Friday, March 21, 2014

Roll, Tide

Another legal victory for marriage equality, in a decision by a Reagan appointee from the Eastern District of Michigan:
In attempting to define this case as a challenge to “the will of the people,” Tr. 2/25/14 p. 40, state defendants lost sight of what this case is truly about: people. No court record of this proceeding could ever fully convey the personal sacrifice of these two plaintiffs who seek to ensure that the state may no longer impair the rights of their children and the thousands of others now being raised by same-sex couples. It is the Court’s fervent hope that these children will grow up “to understand the integrity and closeness of their own family and its concord with other families in their community and in their daily lives.” Windsor, 133 S. Ct. at 2694. Today’s decision is a step in that direction, and affirms the enduring principle that regardless of whoever finds favor in the eyes of the most recent majority, the guarantee of equal protection must prevail.
Bonus fun:
And the University of Texas took the extraordinary step of disavowing the testimony of sociology professor Mark Regnerus, who was a witness for Michigan.
See more here.

Back to the decision:
The Court finds Regnerus’s testimony entirely unbelievable and not worthy of serious consideration. The evidence adduced at trial demonstrated that his 2012 “study” was hastily concocted at the behest of a third-party funder, which found it “essential that the necessary data be gathered to settle the question in the forum of public debate about what kinds of family arrangement are best for society” and which “was confident that the traditional understanding of marriage will be vindicated by this study.” See Pls.’ Motion in limine to Exclude Testimony of Mark Regnerus, Ex. 9....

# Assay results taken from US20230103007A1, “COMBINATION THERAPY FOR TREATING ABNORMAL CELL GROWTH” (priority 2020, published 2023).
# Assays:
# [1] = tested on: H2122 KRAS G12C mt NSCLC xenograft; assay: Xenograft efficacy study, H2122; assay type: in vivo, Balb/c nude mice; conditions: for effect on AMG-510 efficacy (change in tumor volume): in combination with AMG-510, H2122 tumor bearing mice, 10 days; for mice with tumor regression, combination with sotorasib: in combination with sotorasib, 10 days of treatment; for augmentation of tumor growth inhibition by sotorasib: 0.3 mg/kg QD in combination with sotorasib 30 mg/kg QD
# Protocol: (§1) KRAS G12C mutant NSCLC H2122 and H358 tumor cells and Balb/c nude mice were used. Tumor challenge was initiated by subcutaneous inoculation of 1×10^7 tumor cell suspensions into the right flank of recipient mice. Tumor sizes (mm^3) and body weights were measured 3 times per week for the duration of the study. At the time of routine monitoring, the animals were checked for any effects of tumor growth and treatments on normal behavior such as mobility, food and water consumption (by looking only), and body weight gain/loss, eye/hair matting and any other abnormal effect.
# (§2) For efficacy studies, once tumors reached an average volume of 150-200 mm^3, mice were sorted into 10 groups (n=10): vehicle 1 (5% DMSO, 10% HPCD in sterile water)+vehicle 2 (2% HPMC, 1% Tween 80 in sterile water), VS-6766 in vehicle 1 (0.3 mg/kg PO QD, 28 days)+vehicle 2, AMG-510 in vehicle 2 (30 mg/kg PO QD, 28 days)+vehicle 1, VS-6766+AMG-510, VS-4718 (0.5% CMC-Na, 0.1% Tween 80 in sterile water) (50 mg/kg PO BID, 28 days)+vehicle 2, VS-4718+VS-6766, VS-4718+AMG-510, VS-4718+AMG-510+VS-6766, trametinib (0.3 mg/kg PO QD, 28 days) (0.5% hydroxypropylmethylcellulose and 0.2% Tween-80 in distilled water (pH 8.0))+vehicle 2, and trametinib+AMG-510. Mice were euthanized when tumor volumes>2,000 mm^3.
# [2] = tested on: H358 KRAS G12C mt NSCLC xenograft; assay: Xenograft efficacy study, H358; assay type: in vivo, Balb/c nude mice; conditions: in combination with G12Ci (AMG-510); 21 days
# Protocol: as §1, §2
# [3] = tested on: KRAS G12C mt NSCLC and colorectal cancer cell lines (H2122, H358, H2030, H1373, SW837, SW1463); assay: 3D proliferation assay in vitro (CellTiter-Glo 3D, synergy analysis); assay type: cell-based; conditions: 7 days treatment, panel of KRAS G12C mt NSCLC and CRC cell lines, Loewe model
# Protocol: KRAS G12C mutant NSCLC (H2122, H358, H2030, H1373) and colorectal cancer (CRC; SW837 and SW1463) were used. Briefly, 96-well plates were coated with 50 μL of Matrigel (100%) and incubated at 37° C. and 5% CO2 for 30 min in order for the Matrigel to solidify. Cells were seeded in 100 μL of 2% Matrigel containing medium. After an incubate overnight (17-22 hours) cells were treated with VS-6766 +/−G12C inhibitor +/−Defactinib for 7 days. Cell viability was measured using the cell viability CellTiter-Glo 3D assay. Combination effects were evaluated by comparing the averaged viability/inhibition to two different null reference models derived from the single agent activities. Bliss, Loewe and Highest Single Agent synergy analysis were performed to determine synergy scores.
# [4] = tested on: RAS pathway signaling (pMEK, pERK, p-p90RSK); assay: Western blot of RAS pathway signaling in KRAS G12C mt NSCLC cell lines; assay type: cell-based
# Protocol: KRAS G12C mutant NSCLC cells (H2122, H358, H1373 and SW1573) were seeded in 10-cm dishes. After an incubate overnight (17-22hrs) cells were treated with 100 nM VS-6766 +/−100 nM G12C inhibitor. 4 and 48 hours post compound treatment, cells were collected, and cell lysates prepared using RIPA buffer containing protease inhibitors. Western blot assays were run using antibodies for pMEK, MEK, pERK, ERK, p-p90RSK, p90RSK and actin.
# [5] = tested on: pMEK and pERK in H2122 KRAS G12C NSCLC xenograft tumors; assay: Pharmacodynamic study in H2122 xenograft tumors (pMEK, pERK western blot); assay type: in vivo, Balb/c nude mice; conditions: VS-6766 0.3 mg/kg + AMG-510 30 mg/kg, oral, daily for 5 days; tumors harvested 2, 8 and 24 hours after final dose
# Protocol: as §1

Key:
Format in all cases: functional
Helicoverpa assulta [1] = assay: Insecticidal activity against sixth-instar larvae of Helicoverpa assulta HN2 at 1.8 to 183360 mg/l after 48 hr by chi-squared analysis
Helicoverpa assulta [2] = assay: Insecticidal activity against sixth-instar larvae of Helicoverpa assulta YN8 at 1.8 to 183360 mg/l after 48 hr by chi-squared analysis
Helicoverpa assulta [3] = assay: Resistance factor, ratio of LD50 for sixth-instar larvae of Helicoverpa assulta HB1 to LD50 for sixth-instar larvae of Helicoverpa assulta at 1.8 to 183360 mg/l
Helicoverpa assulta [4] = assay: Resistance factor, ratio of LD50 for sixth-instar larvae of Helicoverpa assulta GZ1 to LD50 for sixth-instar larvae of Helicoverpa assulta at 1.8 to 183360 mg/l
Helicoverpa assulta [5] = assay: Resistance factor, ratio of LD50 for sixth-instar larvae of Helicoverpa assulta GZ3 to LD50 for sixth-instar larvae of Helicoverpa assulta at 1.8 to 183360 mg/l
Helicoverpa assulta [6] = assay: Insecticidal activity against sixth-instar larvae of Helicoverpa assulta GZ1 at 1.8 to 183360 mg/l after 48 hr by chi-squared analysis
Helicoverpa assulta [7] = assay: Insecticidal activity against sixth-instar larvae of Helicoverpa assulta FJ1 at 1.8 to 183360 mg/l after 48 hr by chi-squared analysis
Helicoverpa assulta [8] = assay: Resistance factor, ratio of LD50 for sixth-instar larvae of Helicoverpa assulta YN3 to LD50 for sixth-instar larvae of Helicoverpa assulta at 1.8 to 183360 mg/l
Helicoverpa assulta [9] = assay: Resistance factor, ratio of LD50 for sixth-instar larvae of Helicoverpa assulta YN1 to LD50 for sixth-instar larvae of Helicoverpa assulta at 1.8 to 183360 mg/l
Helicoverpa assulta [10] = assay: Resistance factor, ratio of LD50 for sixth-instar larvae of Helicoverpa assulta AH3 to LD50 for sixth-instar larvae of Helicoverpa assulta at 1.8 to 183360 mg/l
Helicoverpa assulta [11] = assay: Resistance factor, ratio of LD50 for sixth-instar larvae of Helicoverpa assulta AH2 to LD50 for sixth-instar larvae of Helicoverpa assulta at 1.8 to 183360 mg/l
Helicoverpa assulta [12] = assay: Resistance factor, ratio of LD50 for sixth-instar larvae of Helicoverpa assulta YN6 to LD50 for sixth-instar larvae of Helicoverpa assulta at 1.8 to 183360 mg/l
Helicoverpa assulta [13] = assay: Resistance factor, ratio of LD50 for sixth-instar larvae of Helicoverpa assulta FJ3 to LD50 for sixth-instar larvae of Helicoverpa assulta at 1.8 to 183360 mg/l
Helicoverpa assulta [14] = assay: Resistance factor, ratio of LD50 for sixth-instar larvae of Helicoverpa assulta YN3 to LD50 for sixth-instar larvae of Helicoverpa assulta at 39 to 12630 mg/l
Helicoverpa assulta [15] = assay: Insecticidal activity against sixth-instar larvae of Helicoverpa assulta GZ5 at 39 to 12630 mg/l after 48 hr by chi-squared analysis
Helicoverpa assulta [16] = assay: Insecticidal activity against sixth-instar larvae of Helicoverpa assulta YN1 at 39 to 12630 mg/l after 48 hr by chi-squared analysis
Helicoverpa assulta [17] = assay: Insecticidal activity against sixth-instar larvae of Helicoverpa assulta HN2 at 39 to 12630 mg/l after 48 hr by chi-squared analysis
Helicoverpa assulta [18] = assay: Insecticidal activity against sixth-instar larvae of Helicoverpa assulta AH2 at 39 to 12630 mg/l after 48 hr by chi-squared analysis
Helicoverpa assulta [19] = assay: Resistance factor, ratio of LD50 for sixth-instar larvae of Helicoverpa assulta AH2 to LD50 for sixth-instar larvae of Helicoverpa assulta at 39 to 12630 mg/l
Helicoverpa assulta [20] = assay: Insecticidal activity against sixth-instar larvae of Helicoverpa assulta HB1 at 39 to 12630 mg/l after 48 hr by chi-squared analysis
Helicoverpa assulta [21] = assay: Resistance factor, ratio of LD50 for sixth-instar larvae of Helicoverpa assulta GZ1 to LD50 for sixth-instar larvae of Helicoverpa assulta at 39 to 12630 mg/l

While Regnerus maintained that the funding source did not affect his impartiality as a researcher, the Court finds this testimony unbelievable. The funder clearly wanted a certain result, and Regnerus obliged. Additionally, the NFSS is flawed on its face, as it purported to study “a large, random sample of American young adults (ages 18-39) who were raised in different types of family arrangements” (emphasis added), but in fact it did not study this at all, as Regnerus equated being raised by a same-sex couple with having ever lived with a parent who had a “romantic relationship with someone of the same sex” for any length of time. Whatever Regnerus may have found in this “study,” he certainly cannot purport to have undertaken a scholarly research effort to compare the outcomes of children raised by same-sex couples with those of children raised by heterosexual couples. (pages 13-14.)
That's gonna leave a Mark ... unemployable.  


Montag said...

Even if Regnerus were to get bounced out of UT for this, an eventuality I doubt, he's sure to find a comfortable niche in the wingnut welfare program. An academic fraud like Regnerus is simply too valuable an asset to the wingnuts because he gives a patina of academic authority to the bigots.

That a judge in Michigan took his "study" and stomped that sucker flat ultimately is of no consequence to them. They'll tout him as a "renowned former professor of sociology," the mouthbreathers will ooh and awe, and the professional religious cretins will happily pay him to produce more pseudoscience.

Shit, in that world, bias and scientific sloppiness are CV advantages.

Roger said...

Absolutely correct.

Wingnut welfare has a nice pension plan.

Davis Statton said...

The Right consistently trashes academics for being out-of-touch elitists, until they find one on their side.